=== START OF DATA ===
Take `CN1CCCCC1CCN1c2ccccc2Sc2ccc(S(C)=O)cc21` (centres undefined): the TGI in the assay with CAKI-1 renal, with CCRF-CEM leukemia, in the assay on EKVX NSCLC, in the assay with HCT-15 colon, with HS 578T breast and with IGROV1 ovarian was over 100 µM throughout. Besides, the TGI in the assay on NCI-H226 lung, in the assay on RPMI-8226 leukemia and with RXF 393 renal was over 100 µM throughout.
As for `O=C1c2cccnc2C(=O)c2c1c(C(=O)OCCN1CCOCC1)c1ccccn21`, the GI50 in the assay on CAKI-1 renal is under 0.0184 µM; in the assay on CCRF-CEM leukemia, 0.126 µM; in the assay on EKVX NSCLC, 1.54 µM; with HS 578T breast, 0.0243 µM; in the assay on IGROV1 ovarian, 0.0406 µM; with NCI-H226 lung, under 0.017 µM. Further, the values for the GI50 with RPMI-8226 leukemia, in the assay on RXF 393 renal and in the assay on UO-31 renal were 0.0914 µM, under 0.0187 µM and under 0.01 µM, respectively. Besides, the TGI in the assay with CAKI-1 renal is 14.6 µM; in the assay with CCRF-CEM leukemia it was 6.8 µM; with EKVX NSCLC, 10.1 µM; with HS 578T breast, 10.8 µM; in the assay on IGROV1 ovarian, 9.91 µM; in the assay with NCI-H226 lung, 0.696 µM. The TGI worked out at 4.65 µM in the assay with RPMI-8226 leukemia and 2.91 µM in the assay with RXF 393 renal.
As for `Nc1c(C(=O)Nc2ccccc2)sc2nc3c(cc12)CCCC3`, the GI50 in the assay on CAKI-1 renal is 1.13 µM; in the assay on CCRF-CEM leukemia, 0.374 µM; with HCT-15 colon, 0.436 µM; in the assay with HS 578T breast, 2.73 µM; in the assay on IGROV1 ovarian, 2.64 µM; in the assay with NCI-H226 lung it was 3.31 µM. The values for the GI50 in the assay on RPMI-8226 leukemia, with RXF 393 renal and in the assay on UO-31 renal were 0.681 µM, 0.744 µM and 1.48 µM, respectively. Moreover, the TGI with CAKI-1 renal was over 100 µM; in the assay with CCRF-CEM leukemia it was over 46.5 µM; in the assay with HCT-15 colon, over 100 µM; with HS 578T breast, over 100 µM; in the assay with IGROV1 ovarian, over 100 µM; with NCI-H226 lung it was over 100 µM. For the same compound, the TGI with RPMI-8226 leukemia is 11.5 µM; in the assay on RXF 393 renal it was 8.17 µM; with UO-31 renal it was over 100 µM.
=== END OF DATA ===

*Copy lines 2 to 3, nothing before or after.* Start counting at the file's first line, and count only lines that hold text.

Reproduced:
As for `O=C1c2cccnc2C(=O)c2c1c(C(=O)OCCN1CCOCC1)c1ccccn21`, the GI50 in the assay on CAKI-1 renal is under 0.0184 µM; in the assay on CCRF-CEM leukemia, 0.126 µM; in the assay on EKVX NSCLC, 1.54 µM; with HS 578T breast, 0.0243 µM; in the assay on IGROV1 ovarian, 0.0406 µM; with NCI-H226 lung, under 0.017 µM. Further, the values for the GI50 with RPMI-8226 leukemia, in the assay on RXF 393 renal and in the assay on UO-31 renal were 0.0914 µM, under 0.0187 µM and under 0.01 µM, respectively. Besides, the TGI in the assay with CAKI-1 renal is 14.6 µM; in the assay with CCRF-CEM leukemia it was 6.8 µM; with EKVX NSCLC, 10.1 µM; with HS 578T breast, 10.8 µM; in the assay on IGROV1 ovarian, 9.91 µM; in the assay with NCI-H226 lung, 0.696 µM. The TGI worked out at 4.65 µM in the assay with RPMI-8226 leukemia and 2.91 µM in the assay with RXF 393 renal.
As for `Nc1c(C(=O)Nc2ccccc2)sc2nc3c(cc12)CCCC3`, the GI50 in the assay on CAKI-1 renal is 1.13 µM; in the assay on CCRF-CEM leukemia, 0.374 µM; with HCT-15 colon, 0.436 µM; in the assay with HS 578T breast, 2.73 µM; in the assay on IGROV1 ovarian, 2.64 µM; in the assay with NCI-H226 lung it was 3.31 µM. The values for the GI50 in the assay on RPMI-8226 leukemia, with RXF 393 renal and in the assay on UO-31 renal were 0.681 µM, 0.744 µM and 1.48 µM, respectively. Moreover, the TGI with CAKI-1 renal was over 100 µM; in the assay with CCRF-CEM leukemia it was over 46.5 µM; in the assay with HCT-15 colon, over 100 µM; with HS 578T breast, over 100 µM; in the assay with IGROV1 ovarian, over 100 µM; with NCI-H226 lung it was over 100 µM. For the same compound, the TGI with RPMI-8226 leukemia is 11.5 µM; in the assay on RXF 393 renal it was 8.17 µM; with UO-31 renal it was over 100 µM.